North Korea

Kim Jong Un plays starring role in bizarre North Korea missile test-fire video

North Korean leader Kim Jong Un has starred in an unusual Pyongyang propaganda video showcasing what the country claims to be its biggest-yet intercontinental ballistic missile (ICBM).

The missile was test-fired under the orders of Mr Kim who has vowed to expand the North's "nuclear war deterrent" while preparing for a "long-standing confrontation" with the US.

The report by North Korean state media on Friday came a day after the militaries of South Korea and Japan said they detected the North launching an ICBM in its first long-range test since 2017.

The launch extended a barrage of weapons demonstrations this year that analysts say is aimed at forcing the US to accept the idea of North Korea as a nuclear power and remove crippling sanctions against its broken economy that has been further damaged by the pandemic.

UK Minister for Asia, Amanda Milling said: "The UK condemns the latest launch of a ballistic missile by North Korea; a clear breach of UN Security Resolutions.

"This repeated escalation of testing is deeply damaging for regional security and stability.

"We urge North Korea to refrain from illegal launches, return to dialogue swiftly and to abandon its nuclear and ballistic missile programmes in a complete, verifiable and irreversible manner."

The Hwasong-17, which was fired at a high angle to avoid the territorial waters of neighbours, reached a maximum altitude of 3,880 miles and travelled 680 miles during a 67-minute flight before landing in waters between North Korea and Japan, Pyongyang's official Korean Central News Agency (KCNA) said.

KCNA claimed the launch met its technical objectives and proved the ICBM could be operated quickly during wartime conditions.

The South Korean and Japanese militaries had announced similar flight details, which analysts say suggested that the missile could reach targets 9,320 miles away when fired on normal trajectory with a warhead weighing less than a ton.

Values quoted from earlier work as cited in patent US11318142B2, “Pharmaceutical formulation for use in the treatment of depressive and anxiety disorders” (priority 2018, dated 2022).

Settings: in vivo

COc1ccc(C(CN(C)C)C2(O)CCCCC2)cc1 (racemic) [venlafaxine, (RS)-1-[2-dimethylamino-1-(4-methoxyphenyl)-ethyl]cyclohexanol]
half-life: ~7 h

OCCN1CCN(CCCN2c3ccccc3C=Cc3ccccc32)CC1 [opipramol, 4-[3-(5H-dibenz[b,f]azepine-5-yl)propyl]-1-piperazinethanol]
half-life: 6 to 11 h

That would place the entire US mainland within striking distance.

Believed to be about 82ft long, the Hwasong-17 is the North's longest-range weapon and, by some estimates, the world's biggest road-mobile ballistic missile system.

Watch: The threat of North Korea and its hypersonic missiles.

South Korea's military responded to Thursday's launch with live-fire drills of its own missiles launched from land, a fighter jet and a ship, underscoring a revival of tensions as diplomacy remains frozen.

It said it confirmed readiness to execute precision strikes against North Korea's missile launch points as well as command and support facilities.

US Secretary of Defense Lloyd J. Austin held separate telephone conversations with his counterparts in South Korea and Japan where they discussed response measures to North Korean missile activities and vowed to strengthen defence co-operation, the US defense department said.

North Korea's resumption of nuclear brinkmanship reflects a determination to cement its status as a nuclear power and wrest economic concessions from Washington and others from a position of strength, analysts say.